How I Found This Sailboat

Article By Shorty

Here she is, sitting out back of a boyscout camp in Conroe. She had been completely stripped of almost everything that could be removed. The mast and sail rig were gone, the cleats were removed, even the rudder gudgeon were removed.

I talked to the head of the scouts boat program, and this boat was supposed to have been chopped up and destroyed, but the volunteers had not gotten around to doing it yet.

So I offered to haul the hull away if they would give her to me for free.

Getting a title was a bit of a challenge, the boyscouts didn't have one for it. I first ran the TX number and it came back as someone in Houston.

I called them and talked to them about the boat, they said they had sold it to someone else, but had a better boat to sell me (can't remember the type). I explained that this was the one I was interested in, so he gave me the name of the person who bought it.

So I called this next guy and said that I was interested in the boat. He told me he would be glad to sell it for $5000, but he was in the process of restoring it and really wanted to finish it before selling. I asked if he had seen the boat lately, because it was completely stripped, and laying in a field up in Conroe. He sounded rather panicked, and said would call me back in just a minute. Moments later, he called me back and said that the boat was just fine, sitting behind his garage and in great shape. Hmmm.... this is wierd. So I asked him to describe it to me -- he said it was a solid blue hull, white deck, wood trim, and was an oday 19 mariner. Ah HA! Then it became clear, someone had seen his boat and just put the same TX numbers on the bow of the hull I wanted so they didn't have to register it properly. I then described the hull I was trying to get, and some of my plans for it, and he proceeded to tell me that I was a luzer, my ideas woudln't work, and I wasn't a real sailor. A bit of a snot, but before I could thank him for his help, he hung up on me.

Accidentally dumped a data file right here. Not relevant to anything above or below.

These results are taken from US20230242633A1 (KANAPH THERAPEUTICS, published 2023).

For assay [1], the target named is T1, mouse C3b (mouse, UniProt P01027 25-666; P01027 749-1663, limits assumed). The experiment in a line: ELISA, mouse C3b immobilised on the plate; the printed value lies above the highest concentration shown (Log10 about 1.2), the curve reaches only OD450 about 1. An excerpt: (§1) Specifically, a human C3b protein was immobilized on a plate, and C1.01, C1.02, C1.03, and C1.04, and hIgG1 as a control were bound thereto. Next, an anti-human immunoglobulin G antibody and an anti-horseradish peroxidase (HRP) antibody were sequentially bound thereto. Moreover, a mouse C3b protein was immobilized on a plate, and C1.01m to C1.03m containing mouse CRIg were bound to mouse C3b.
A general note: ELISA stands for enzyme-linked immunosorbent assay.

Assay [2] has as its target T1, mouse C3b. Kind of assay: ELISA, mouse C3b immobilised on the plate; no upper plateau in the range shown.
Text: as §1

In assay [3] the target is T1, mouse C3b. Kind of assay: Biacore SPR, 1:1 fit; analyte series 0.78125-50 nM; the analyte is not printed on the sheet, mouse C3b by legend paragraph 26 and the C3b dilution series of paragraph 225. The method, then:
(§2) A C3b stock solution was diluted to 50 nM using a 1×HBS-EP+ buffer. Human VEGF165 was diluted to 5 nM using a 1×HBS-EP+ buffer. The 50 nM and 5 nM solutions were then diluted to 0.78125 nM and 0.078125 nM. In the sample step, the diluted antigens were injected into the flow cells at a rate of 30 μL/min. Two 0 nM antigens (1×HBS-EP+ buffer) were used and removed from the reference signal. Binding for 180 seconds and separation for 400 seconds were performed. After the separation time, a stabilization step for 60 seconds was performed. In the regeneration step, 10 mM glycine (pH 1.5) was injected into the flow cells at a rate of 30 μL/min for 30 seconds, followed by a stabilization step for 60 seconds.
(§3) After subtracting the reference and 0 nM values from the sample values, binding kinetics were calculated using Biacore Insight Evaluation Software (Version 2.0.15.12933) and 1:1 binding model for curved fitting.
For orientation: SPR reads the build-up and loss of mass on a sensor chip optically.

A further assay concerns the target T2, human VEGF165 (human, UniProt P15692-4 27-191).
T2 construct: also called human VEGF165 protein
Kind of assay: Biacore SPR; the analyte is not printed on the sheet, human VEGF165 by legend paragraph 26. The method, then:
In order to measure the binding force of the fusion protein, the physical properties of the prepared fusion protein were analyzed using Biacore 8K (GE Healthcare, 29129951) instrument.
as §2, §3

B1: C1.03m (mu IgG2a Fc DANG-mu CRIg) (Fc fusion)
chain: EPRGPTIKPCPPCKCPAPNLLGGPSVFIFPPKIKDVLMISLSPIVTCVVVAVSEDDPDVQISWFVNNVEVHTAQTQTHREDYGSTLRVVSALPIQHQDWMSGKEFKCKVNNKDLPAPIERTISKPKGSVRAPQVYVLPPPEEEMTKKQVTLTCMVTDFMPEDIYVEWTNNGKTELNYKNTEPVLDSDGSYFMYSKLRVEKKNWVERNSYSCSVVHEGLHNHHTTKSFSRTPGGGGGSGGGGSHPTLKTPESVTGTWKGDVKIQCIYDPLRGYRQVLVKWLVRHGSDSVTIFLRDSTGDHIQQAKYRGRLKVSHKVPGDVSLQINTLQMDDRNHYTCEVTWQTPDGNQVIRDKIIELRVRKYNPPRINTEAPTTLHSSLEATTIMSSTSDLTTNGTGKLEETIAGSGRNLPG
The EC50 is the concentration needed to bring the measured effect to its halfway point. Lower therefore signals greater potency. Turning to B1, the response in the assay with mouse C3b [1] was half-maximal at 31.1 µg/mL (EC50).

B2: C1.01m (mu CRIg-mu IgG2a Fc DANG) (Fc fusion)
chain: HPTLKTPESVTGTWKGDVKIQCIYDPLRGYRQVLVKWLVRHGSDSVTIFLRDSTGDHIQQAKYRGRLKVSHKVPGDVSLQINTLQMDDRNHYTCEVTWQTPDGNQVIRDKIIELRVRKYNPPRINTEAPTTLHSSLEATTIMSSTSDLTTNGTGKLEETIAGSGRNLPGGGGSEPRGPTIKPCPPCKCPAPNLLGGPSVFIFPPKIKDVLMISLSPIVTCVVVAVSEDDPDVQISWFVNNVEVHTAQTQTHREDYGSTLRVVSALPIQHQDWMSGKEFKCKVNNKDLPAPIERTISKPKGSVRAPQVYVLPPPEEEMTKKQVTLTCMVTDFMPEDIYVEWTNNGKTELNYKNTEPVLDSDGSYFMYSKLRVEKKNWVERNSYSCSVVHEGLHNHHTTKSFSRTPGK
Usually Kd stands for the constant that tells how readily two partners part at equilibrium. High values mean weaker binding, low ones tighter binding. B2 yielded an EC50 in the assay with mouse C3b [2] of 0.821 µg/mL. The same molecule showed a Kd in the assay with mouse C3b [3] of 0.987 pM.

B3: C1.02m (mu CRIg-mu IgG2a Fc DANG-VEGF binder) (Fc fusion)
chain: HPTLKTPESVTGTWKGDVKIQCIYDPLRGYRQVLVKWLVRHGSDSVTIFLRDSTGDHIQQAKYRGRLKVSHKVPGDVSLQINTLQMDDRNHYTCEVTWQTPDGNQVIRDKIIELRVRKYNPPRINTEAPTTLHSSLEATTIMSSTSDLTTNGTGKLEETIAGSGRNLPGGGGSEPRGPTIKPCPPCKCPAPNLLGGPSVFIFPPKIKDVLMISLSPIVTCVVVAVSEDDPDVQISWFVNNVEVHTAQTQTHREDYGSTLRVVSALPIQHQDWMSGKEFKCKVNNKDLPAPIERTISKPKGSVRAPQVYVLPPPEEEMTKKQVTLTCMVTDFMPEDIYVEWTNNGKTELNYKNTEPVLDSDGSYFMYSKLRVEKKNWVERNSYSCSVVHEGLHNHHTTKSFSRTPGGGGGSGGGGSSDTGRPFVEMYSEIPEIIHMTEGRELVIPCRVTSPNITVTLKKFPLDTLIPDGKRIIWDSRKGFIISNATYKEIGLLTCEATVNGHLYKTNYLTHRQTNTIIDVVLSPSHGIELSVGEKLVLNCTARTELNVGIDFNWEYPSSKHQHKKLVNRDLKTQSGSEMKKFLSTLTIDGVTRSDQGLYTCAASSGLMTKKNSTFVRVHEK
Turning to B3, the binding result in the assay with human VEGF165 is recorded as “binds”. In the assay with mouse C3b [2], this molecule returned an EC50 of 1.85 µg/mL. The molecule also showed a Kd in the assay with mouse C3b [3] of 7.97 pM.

Back to the boat, I found the hull hull number and ran it at TX parks, and they showed that it was last registered in Texas in 1990 to "Lakewoodyacht Club"
I was just about to call them, but before I did that, I saw a ghost of an image for Louisana numbers that were on the hull. So I called LA Parks, and they showed the hull last registered there in 1999, to the Boy Scouts !! HA! So I got a copy of their registration, and with a bill of sale from the boyscouts, and a pencil tracing of the hull number, I was able to get her registered here in Texas.

I showed pictures of her to a few of my friends, one of them who was building a 16' Michalak boat just got his hull 3D, and commented that I was very brave to take on this project. I joked that my hull was actually further along than his. :) Brings up a good point, I enjoy boat building, and bring a hull like this back to life is sort of a good half way point between building from scratch, and buying a complete boat. I can have all the joy of putting together a boat, but start with a complete hull.

Ironically, I had a picture of an oday 19 on my pocket cruiser guide for years, listed as a mystery boat and was searching for what it was.